• G06FELECTRIC DIGITAL DATA PROCESSING
    • G06F3/00Input arrangements for transferring data to be processed into a form capable of being handled by the computer; Output arrangements for transferring data from processing unit to output unit, e.g. interface arrangements
    • G06F3/01Input arrangements or combined input and output arrangements for interaction between user and computer
    • G06F3/048Interaction techniques based on graphical user interfaces [GUI]
    • G06F3/0484Interaction techniques based on graphical user interfaces [GUI] for the control of specific functions or operations, e.g. selecting or manipulating an object or an image, setting a parameter value or selecting a range
    • G06F3/04842Selection of a displayed object
    • GPHYSICS
    • G06COMPUTING; CALCULATING; COUNTING
    • G06FELECTRIC DIGITAL DATA PROCESSING
    • G06F3/00Input arrangements for transferring data to be processed into a form capable of being handled by the computer; Output arrangements for transferring data from processing unit to output unit, e.g. interface arrangements
    • G06F3/01Input arrangements or combined input and output arrangements for interaction between user and computer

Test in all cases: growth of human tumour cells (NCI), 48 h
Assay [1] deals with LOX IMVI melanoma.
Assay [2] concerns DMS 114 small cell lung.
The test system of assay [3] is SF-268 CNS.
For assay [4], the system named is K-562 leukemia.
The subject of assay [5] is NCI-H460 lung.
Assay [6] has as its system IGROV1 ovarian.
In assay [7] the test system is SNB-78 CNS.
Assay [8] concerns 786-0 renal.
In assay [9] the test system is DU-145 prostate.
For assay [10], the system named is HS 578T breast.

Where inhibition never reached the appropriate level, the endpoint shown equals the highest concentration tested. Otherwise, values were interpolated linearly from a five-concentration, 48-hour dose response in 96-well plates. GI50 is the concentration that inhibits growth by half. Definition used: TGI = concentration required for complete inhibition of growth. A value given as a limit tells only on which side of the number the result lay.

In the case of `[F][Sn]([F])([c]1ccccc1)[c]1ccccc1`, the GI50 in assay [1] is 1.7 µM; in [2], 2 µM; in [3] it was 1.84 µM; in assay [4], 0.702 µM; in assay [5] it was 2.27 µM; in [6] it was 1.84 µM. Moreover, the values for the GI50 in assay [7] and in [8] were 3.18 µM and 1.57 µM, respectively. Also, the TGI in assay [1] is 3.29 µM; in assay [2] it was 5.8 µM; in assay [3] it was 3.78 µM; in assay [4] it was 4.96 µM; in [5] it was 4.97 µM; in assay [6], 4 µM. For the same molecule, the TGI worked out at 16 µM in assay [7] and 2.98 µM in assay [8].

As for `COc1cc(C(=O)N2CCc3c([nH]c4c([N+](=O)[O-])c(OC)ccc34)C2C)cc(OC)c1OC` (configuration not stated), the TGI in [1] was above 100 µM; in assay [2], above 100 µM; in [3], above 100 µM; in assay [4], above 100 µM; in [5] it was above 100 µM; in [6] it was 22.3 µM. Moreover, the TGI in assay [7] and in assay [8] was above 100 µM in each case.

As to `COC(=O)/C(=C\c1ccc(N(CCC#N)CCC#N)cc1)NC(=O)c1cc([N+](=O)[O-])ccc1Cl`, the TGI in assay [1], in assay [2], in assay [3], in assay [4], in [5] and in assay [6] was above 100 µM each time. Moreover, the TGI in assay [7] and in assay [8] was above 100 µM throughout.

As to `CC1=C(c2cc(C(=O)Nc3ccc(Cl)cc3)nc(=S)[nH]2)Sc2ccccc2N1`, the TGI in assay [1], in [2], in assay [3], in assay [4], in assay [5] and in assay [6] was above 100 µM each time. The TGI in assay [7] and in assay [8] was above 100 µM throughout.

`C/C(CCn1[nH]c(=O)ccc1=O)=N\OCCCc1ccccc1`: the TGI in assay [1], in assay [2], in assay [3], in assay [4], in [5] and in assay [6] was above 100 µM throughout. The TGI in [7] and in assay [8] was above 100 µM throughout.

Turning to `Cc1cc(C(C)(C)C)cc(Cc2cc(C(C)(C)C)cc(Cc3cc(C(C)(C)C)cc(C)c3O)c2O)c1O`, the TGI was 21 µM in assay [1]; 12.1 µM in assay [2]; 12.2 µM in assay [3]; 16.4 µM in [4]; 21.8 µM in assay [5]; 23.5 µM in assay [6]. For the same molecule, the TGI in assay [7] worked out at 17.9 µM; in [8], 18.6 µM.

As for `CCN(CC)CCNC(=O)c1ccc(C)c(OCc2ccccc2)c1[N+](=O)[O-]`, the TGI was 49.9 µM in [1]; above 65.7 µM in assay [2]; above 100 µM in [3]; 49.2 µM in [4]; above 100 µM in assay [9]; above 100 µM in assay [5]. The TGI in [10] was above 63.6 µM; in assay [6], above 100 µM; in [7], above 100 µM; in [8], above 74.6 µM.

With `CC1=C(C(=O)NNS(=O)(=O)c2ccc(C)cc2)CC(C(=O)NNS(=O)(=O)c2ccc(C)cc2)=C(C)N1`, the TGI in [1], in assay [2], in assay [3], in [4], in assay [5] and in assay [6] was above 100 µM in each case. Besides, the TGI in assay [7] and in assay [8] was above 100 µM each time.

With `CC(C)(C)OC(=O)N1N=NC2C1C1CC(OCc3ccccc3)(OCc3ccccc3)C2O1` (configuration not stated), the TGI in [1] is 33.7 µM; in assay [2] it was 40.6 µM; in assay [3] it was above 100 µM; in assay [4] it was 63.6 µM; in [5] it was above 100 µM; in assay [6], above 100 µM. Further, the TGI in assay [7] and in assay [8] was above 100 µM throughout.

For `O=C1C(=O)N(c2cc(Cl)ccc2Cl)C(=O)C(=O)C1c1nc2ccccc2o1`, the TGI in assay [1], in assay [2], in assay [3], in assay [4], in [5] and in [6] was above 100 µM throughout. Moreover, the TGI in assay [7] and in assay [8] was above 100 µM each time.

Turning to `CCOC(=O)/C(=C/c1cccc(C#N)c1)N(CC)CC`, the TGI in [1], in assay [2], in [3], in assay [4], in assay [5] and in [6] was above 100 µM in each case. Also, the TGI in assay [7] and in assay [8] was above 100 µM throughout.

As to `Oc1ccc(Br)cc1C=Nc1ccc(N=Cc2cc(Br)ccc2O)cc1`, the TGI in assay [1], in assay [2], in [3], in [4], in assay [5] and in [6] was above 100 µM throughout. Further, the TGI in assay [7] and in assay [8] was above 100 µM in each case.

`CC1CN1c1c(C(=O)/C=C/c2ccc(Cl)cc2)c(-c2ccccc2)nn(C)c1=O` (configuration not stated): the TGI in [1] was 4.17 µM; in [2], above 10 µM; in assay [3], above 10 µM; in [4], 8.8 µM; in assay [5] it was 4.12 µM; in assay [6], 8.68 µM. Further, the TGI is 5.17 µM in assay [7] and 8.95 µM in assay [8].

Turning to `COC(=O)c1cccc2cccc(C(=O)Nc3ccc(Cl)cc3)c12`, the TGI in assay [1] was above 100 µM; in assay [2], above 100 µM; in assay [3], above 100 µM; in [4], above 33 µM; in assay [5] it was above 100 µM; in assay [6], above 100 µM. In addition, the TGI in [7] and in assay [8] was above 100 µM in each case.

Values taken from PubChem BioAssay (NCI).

• G06F3/048Interaction techniques based on graphical user interfaces [GUI]
    • G06F3/0487Interaction techniques based on graphical user interfaces [GUI] using specific features provided by the input device, e.g. functions controlled by the rotation of a mouse with dual sensing arrangements, or of the nature of the input device, e.g. tap gestures based on pressure sensed by a digitiser
    • G06F3/0488Interaction techniques based on graphical user interfaces [GUI] using specific features provided by the input device, e.g. functions controlled by the rotation of a mouse with dual sensing arrangements, or of the nature of the input device, e.g. tap gestures based on pressure sensed by a digitiser using a touch-screen or digitiser, e.g. input of commands through traced gestures

Abstract

One method includes displaying a plurality of application icons in a first configuration on a touch sensitive display at an orientation on a hexagonal grid relative to an origin. The application icons have corresponding ranks based on their respective orientations relative to the origin. Responding to detecting a user touching a movement from a first position to a second position: translating a display of a first application icon at a first orientation to a second position; One orientation and the second orientation determine a second configuration of the application icons; and the display of the application icons is transitioned from the first configuration to the second configuration. In the second configuration, the application icons other than the first application icon are not shifted by more than one orientation relative to the first configuration.

Description

Method for reconfiguring user interface objects, touch sensitive electronics, and non-transitory computer readable storage media Cross-reference to related applications

The present application claims priority to U.S. Provisional Application Serial No. 62/044,987, filed on Sep. 2,,,,,,,,,,,,,,,,,,,,,